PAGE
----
Let’s talk (about) contracts or the lack thereof in our field(s).
This post is on a real life lesson with the hope that it may benefit fellow evaluators, freelancers/consultants, small business owners, and others.
Honestly, I am yet to find an evaluator who hasn’t been in this situation before:
My client won’t pay and we didn’t have a formal contract. What do I do?
Simply stated: Don’t begin (evaluation) any work without a fully signed / agreed upon contract. (Repeat after me.)
Starting work with a new client can be a very exciting experience. As a small business owner and/or a freelancer, we often say yes to most of the work that comes our way without having the paperwork in place. We are caught in the web:
“Contract will come. It’s a slow process. Let me begin work anyway and help my client. It’s going to be OK.”
However, what if the relationship goes awry or they change their mind or even company contracting policies (that even they are unaware) over the work they promised after you already put in hours planning, scoping it out, collecting data, analyzing, and even reporting?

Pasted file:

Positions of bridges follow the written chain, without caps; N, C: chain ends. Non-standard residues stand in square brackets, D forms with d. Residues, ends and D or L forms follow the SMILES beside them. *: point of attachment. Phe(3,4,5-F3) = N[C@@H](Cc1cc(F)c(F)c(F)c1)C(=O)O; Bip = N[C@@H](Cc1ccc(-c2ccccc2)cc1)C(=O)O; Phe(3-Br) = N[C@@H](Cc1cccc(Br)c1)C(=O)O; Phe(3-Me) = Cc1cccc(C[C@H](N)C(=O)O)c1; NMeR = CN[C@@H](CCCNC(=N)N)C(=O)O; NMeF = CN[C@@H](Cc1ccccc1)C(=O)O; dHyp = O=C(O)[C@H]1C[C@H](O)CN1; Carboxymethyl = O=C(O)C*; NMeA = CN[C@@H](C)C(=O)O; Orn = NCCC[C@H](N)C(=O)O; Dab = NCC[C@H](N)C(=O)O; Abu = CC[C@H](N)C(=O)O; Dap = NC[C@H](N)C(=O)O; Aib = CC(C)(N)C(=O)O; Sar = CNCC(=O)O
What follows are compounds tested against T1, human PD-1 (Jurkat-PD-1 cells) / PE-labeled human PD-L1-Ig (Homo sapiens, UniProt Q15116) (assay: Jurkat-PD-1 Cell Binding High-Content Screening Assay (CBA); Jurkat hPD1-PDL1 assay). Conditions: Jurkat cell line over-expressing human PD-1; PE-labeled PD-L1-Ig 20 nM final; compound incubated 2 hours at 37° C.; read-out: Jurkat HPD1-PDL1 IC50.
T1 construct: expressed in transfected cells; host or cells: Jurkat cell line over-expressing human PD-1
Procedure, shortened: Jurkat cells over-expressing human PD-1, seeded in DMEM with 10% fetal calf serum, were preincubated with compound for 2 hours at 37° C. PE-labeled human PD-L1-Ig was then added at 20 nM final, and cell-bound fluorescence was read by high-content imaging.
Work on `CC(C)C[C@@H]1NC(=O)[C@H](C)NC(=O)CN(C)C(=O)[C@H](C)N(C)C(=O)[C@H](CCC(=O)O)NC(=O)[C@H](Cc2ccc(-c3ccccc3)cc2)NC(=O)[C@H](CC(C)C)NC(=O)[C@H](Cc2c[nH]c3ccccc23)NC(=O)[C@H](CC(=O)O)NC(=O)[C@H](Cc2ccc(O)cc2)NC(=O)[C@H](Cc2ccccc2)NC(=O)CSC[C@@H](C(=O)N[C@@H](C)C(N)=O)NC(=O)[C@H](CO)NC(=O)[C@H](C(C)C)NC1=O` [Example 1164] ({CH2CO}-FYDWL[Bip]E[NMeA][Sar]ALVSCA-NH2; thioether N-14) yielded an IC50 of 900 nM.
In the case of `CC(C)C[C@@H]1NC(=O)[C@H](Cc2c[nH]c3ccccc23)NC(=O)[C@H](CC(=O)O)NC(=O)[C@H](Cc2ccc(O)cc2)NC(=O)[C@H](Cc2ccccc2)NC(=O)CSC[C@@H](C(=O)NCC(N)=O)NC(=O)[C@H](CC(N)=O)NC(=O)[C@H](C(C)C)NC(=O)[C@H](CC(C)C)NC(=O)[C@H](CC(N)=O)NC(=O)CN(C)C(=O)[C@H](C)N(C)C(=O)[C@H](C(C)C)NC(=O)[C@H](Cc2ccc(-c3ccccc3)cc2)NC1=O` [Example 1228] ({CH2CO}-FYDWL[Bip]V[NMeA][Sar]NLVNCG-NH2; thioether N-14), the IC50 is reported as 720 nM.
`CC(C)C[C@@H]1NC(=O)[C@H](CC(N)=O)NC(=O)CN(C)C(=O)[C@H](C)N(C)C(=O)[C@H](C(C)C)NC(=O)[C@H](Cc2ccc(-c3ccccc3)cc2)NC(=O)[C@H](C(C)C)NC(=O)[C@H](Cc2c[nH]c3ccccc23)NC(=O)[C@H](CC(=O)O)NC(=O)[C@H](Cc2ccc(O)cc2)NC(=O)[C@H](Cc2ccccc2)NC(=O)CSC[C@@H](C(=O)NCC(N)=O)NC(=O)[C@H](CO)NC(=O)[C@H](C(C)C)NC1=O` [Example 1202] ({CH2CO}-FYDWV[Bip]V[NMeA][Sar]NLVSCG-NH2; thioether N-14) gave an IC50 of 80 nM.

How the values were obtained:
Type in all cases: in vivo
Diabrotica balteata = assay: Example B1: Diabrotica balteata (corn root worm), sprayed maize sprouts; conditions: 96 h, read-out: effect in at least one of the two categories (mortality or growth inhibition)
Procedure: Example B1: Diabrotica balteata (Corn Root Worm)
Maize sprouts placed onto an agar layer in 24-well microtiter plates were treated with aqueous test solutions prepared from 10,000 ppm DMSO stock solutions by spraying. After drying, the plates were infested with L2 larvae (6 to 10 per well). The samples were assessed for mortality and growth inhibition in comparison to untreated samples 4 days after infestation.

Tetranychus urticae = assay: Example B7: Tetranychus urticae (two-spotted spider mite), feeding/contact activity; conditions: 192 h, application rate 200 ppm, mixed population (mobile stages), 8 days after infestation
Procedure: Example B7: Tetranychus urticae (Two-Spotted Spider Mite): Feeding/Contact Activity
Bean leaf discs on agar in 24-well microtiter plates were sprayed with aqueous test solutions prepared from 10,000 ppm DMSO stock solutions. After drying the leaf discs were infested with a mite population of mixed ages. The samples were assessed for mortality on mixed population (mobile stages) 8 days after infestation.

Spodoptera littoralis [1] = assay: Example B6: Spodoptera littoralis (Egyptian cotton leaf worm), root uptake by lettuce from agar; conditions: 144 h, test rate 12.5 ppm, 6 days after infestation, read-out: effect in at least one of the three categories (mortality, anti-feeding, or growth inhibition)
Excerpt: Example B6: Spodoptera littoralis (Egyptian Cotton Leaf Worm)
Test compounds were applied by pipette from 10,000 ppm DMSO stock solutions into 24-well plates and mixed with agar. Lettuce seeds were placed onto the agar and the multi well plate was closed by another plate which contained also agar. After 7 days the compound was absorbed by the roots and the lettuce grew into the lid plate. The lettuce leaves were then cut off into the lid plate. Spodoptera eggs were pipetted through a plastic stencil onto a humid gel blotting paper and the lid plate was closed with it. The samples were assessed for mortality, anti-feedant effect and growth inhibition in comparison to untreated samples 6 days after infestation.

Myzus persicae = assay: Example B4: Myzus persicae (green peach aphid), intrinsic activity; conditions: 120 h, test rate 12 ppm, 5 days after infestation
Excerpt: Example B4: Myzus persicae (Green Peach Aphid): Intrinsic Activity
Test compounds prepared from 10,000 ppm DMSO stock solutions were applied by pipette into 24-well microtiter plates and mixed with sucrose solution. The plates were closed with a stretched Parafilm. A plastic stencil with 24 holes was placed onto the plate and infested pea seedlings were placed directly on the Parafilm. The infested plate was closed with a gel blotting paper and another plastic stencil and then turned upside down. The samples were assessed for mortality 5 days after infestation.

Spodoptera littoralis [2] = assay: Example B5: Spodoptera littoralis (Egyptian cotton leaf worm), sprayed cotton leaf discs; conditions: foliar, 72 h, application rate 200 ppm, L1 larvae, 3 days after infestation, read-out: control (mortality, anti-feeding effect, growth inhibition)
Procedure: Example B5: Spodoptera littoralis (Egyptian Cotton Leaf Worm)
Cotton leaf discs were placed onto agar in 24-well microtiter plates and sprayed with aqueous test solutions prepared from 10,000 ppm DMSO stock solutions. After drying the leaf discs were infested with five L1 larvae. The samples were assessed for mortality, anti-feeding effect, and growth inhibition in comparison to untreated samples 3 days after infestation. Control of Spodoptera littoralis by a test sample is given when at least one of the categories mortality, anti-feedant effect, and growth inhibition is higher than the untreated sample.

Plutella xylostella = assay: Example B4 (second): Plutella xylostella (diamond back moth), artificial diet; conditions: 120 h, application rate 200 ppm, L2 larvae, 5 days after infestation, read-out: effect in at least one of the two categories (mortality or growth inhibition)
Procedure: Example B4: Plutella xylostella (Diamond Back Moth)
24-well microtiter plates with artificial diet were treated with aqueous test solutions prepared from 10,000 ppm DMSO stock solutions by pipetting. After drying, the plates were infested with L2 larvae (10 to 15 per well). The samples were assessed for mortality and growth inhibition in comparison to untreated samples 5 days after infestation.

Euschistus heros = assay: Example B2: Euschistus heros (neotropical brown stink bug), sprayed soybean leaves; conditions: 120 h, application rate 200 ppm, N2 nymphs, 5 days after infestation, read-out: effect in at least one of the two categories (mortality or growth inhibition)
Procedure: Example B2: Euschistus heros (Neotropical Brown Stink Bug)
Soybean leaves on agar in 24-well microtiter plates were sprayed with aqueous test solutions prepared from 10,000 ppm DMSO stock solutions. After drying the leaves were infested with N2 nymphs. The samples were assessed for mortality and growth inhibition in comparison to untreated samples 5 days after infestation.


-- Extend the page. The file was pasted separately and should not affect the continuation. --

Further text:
You didn’t have a contract in place.
Here are a few tips to either prevent this from happening or help mitigate (Note: these tips are for small projects/contracts and can often be resolved without having to go to (small claims) court or a suit):
1. Keep a standard business terms and conditions document handy to send that to the client if they don’t initiate the paperwork. They can review, sign, and return immediately if they’d want you to begin work. More importantly, at least there will be paperwork.
2. Save ALL emails- pre-post work. I mean it. That will most likely save you and serve as “evidence” and paper trail of a promised contract and/or work.
3. Seek advice but try to manage the issue yourself or within your company. This is mainly because of the time and effort that go into preparing a case, all the legalities involved, the fee — especially, if you intend to go via the small claims court.
4. Be civil. Always.
In sum, don’t begin any (evaluation) work without a fully executed contract.